It’s December—you may have noticed.

And that means every entrepreneur and her or his grandma is preparing a content marketing strategy for the coming year. And of course, the time crunch means you may be scrambling to put everything in place.

Your friends at Bright Planning have your back. You’re about to save time and set yourself up with a profitable marketing plan. Below, you’ll find every last-minute strategy needed for full-throttle marketing success next year.

The best part: you can get all these initiatives completed within a 24-hour period.

Marketing Must-Do #1: Choose a big picture goal (financial.)

How much profit will your business generate in 2017? While this kind of projection is rarely on-the-nose accurate, a ballpark estimate will help you ascertain marketing plan details.

Let’s say you plan to bring in $100,000 in 2017. If your products and services have a set price, you might think this is a matter of arithmetic. But it goes deeper than selling one thousand $100 products—you’ll need an ongoing nurture sequence to continue selling to existing customers.

According to any number of reports, it’s ten times more expensive to sign a new customer than to keep an existing customer. When you factor in overhead costs, human capital, and your own time and energy, you’d be better off up-selling and cross-selling to those in your existing client pool.

Marketing Must-Do #2: Choose a second big picture goal (personal.)

As Catherine mentioned in a recent podcast—money is a renewable resource, but you can never get back your time. When you come up with a personal goal for 2017, you gain clarity on how the year’s marketing plan will function.

Here’s what we mean by personal goal. Leaving the financial and sustainability elements out of the equation, how will you serve your clients in the next 12 months? What kind of impact do you want to make?

Think in terms of…

  • Taking clients from where they are to where they want to go.
  • Solving serious problems that impact your clients’ daily lives.
  • Stepping outside of the business realm and improving communities.
  • How you want to feel about the enterprise you’ve created.

This is not an exercise to remind you of your values. In fact, it goes beyond personal/business goal-setting itself. When you project your intentions, you gain a keener sense of what your marketing plan will entail.

Marketing Must-Do #3: Study how your target market has changed.



Personal experience.


Socioeconomic shifts.

There are a multitude of stimuli that spark personal and professional change. Your target market is not immune to it. As your customer base changes, so must your marketing plans.

Of course, there are macro- and micro-level changes. Understanding the macro changes is a matter of opening up a newspaper—a new presidential cabinet, changing culture, heightened environmental risks, etc.

The micro-level stuff is harder to determine; however, this information is 1000 times as valuable. If you know your customer avatar very well, you’ll be able to project the personal struggles your clients face.

Keep in mind, that the problems you can solve will be different than last year. If you’re in the B2B world, take note of what’s happening in your business bubble.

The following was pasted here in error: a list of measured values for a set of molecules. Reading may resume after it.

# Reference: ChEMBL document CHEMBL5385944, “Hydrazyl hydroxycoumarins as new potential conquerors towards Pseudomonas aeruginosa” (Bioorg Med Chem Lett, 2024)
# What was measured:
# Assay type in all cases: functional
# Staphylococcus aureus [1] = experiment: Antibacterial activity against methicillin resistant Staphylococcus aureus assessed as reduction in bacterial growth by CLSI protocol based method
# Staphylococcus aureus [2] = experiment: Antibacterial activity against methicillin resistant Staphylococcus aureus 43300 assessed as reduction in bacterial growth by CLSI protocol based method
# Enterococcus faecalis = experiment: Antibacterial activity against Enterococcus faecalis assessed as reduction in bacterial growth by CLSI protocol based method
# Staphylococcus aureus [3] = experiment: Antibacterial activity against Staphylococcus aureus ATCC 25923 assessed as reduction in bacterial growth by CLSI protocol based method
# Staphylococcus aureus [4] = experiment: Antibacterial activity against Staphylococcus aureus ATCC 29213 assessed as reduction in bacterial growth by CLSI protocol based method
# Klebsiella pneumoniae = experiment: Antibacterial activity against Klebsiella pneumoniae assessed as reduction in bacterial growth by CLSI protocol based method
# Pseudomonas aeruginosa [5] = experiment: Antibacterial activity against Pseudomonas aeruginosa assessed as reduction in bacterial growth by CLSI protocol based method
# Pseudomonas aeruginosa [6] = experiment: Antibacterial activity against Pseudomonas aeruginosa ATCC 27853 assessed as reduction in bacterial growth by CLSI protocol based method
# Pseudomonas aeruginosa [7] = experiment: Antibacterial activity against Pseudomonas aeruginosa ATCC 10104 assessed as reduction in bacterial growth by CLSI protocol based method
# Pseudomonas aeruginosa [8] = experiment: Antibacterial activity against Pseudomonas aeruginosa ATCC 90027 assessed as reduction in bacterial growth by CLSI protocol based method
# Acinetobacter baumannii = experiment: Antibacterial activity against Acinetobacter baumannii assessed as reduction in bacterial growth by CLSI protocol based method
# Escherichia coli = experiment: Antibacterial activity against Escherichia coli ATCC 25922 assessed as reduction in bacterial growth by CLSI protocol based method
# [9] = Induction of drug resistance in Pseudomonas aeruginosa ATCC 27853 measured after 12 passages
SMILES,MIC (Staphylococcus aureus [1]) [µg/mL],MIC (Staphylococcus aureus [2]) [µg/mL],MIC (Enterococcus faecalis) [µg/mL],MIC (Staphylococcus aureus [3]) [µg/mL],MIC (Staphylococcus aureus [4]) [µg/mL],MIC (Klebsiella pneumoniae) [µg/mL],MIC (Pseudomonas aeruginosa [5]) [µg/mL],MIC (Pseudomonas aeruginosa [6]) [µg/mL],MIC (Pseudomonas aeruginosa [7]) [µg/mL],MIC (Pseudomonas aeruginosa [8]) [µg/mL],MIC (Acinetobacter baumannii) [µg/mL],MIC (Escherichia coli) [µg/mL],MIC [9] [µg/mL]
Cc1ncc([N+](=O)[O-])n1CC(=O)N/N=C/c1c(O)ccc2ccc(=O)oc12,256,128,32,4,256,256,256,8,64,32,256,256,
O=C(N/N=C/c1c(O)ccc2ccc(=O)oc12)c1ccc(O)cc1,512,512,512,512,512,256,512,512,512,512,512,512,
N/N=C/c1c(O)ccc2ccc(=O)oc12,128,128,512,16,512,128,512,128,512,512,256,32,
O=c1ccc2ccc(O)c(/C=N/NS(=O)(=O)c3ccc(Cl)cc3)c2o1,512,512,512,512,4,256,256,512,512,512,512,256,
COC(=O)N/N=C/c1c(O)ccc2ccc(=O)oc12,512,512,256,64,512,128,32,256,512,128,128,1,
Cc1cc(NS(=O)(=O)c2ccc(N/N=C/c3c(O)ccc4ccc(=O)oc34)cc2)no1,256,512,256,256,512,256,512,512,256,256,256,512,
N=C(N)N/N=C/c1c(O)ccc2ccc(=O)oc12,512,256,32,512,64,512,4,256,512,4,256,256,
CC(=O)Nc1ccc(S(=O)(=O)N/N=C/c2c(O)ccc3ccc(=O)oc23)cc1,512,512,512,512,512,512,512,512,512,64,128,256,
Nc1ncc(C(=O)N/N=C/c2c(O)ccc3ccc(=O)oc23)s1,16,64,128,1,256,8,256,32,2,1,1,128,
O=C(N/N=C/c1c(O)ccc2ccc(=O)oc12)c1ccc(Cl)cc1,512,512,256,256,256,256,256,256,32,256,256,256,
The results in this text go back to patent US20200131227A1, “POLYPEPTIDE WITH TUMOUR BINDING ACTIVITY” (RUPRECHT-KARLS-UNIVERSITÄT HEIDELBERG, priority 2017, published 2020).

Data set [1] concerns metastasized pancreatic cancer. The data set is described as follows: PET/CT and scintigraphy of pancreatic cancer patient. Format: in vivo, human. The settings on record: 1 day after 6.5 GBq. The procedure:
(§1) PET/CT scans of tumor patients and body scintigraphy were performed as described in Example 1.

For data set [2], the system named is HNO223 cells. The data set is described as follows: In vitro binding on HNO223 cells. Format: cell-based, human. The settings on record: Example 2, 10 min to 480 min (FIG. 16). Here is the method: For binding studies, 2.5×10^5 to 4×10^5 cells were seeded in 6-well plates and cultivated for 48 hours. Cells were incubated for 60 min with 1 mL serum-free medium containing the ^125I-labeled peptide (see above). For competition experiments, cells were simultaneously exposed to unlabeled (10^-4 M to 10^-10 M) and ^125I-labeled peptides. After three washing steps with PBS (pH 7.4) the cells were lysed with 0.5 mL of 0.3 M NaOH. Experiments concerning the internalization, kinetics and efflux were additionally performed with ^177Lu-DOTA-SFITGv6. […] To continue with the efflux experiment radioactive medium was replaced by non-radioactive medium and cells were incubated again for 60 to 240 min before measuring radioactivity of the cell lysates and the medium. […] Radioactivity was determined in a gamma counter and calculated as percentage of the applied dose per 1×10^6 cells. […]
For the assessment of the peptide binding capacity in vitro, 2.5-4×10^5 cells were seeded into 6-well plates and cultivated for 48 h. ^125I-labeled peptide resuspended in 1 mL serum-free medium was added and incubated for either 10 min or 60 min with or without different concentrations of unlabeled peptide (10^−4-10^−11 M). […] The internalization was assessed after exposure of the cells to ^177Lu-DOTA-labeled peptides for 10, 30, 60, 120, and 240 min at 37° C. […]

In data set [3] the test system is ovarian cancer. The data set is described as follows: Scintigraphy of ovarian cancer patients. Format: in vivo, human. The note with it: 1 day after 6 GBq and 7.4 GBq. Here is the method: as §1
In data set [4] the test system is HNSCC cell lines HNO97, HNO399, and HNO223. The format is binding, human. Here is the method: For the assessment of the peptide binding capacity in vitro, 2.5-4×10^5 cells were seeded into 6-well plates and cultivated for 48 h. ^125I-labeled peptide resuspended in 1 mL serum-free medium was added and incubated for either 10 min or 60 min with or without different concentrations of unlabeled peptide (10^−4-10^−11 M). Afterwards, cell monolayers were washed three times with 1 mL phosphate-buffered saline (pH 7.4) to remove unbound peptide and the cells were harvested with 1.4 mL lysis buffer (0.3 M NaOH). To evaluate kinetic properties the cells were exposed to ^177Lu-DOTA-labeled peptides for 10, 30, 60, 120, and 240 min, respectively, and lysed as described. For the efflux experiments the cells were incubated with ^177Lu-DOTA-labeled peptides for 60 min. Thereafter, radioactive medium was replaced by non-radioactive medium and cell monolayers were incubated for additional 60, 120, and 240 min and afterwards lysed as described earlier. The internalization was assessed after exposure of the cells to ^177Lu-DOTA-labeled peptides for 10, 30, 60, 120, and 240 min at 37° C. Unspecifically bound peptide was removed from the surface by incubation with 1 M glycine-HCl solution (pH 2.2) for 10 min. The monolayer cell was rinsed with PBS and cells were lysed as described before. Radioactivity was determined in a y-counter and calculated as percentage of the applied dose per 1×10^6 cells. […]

For example, in 2016, marketing automation became even more responsive. Where we once had data surrounding open rates and number of clicks, we now can re-map the customer journey based on individual behavior.

At the same time, the tech industry went through yet another transformation.

With the rise of IoT, businesses have changed. In a nutshell, IoT turned everyday items such as trashcans, houses, and fast food vendors into computerized entities. What started with timed sprinkler systems and solar-powered trash compactors has changed into houses that automatically turn the AC down once the temperature reaches a certain point.

The point: as the world changes, so do your clients. Marketing itself is all about expressing how a business meets needs. Really, it’s not even about sales. When you have a quality marketing plan, you hold conversations with people who are going to buy anyway.

What matters is proving that your company is the smartest choices.

Marketing Must-Do #4: Divide your client base into 2 categories.

Split your customer into demographics and psychographics. Demographics involve basic information such as gender, age, income level, education level, career type, and basic need.

Pyschographics dive a little deeper. These are personality traits that might look something like this:

  • Educated, but continues to learn/has a keen sense of curiosity.
  • Has many questions, but a sense of pride prevents them from asking.
  • Does not value money as the sole purpose in life.
  • Is generous with their time and assets.
  • Values creative thinking but makes data-driven decisions.

Psychographics and demographics are powerful allies in creating a marketing plan. Knowing these things, you are able to create an impactful, year-long marketing plan that speaks to the audiences’ needs and their personalities.

Marketing Must-Do #5: Draw up a detailed, piece-by-piece plan.

Actually—and no, we’re not making this up—you can do it all in a day.

You just have to let someone else do it on your behalf.

When our team looks at your current marketing strategy, we’ll discover what’s missing. And not only that, but we’ll improve what’s already working. After that, we’ll draw up a detailed, piece-by-piece plan that increases your brand equity of the next 12 months.

All of which coincides with your personal and financial goals.

The clock’s ticking. Click here to get started.